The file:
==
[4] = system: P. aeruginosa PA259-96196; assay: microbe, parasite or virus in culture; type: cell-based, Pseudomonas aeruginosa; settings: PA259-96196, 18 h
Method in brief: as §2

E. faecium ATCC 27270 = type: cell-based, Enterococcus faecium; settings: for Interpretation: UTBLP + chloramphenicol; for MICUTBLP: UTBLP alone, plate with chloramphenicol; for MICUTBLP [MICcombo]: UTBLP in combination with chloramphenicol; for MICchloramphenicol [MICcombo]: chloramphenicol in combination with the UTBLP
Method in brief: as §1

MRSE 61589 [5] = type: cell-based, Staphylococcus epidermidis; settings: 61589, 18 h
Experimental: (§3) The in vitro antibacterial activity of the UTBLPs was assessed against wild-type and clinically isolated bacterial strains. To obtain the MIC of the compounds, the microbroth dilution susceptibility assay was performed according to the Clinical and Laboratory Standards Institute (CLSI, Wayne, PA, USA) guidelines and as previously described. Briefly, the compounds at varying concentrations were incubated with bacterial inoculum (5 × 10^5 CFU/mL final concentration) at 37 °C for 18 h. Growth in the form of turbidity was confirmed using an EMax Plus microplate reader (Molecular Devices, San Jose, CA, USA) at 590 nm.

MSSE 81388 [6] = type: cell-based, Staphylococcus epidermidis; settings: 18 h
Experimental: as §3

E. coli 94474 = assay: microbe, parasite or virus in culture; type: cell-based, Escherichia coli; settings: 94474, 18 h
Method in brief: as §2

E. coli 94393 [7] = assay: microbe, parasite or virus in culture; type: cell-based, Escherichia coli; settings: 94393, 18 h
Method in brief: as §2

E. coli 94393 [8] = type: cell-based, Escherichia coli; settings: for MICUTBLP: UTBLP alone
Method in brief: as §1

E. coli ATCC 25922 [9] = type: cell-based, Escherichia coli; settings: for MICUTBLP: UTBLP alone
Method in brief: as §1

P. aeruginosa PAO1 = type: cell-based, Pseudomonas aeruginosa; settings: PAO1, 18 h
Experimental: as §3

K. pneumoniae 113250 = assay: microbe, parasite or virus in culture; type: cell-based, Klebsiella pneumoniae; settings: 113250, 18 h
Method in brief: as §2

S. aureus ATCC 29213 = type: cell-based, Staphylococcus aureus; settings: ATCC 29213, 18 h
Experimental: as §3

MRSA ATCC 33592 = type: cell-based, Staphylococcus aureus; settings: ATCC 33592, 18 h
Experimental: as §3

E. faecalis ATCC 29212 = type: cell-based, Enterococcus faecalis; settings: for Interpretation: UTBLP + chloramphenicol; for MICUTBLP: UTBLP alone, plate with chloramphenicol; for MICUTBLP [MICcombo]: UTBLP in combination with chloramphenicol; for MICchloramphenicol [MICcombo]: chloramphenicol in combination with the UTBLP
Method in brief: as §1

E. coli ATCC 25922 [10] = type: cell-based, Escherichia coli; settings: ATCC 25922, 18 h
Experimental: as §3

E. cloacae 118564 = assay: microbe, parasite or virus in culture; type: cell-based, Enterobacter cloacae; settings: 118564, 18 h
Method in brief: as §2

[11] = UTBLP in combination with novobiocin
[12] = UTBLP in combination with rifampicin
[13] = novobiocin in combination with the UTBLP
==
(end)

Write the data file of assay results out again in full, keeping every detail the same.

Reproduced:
[4] = system: P. aeruginosa PA259-96196; assay: microbe, parasite or virus in culture; type: cell-based, Pseudomonas aeruginosa; settings: PA259-96196, 18 h
Method in brief: as §2

E. faecium ATCC 27270 = type: cell-based, Enterococcus faecium; settings: for Interpretation: UTBLP + chloramphenicol; for MICUTBLP: UTBLP alone, plate with chloramphenicol; for MICUTBLP [MICcombo]: UTBLP in combination with chloramphenicol; for MICchloramphenicol [MICcombo]: chloramphenicol in combination with the UTBLP
Method in brief: as §1

MRSE 61589 [5] = type: cell-based, Staphylococcus epidermidis; settings: 61589, 18 h
Experimental: (§3) The in vitro antibacterial activity of the UTBLPs was assessed against wild-type and clinically isolated bacterial strains. To obtain the MIC of the compounds, the microbroth dilution susceptibility assay was performed according to the Clinical and Laboratory Standards Institute (CLSI, Wayne, PA, USA) guidelines and as previously described. Briefly, the compounds at varying concentrations were incubated with bacterial inoculum (5 × 10^5 CFU/mL final concentration) at 37 °C for 18 h. Growth in the form of turbidity was confirmed using an EMax Plus microplate reader (Molecular Devices, San Jose, CA, USA) at 590 nm.

MSSE 81388 [6] = type: cell-based, Staphylococcus epidermidis; settings: 18 h
Experimental: as §3

E. coli 94474 = assay: microbe, parasite or virus in culture; type: cell-based, Escherichia coli; settings: 94474, 18 h
Method in brief: as §2

E. coli 94393 [7] = assay: microbe, parasite or virus in culture; type: cell-based, Escherichia coli; settings: 94393, 18 h
Method in brief: as §2

E. coli 94393 [8] = type: cell-based, Escherichia coli; settings: for MICUTBLP: UTBLP alone
Method in brief: as §1

E. coli ATCC 25922 [9] = type: cell-based, Escherichia coli; settings: for MICUTBLP: UTBLP alone
Method in brief: as §1

P. aeruginosa PAO1 = type: cell-based, Pseudomonas aeruginosa; settings: PAO1, 18 h
Experimental: as §3

K. pneumoniae 113250 = assay: microbe, parasite or virus in culture; type: cell-based, Klebsiella pneumoniae; settings: 113250, 18 h
Method in brief: as §2

S. aureus ATCC 29213 = type: cell-based, Staphylococcus aureus; settings: ATCC 29213, 18 h
Experimental: as §3

MRSA ATCC 33592 = type: cell-based, Staphylococcus aureus; settings: ATCC 33592, 18 h
Experimental: as §3

E. faecalis ATCC 29212 = type: cell-based, Enterococcus faecalis; settings: for Interpretation: UTBLP + chloramphenicol; for MICUTBLP: UTBLP alone, plate with chloramphenicol; for MICUTBLP [MICcombo]: UTBLP in combination with chloramphenicol; for MICchloramphenicol [MICcombo]: chloramphenicol in combination with the UTBLP
Method in brief: as §1

E. coli ATCC 25922 [10] = type: cell-based, Escherichia coli; settings: ATCC 25922, 18 h
Experimental: as §3

E. cloacae 118564 = assay: microbe, parasite or virus in culture; type: cell-based, Enterobacter cloacae; settings: 118564, 18 h
Method in brief: as §2

[11] = UTBLP in combination with novobiocin
[12] = UTBLP in combination with rifampicin
[13] = novobiocin in combination with the UTBLP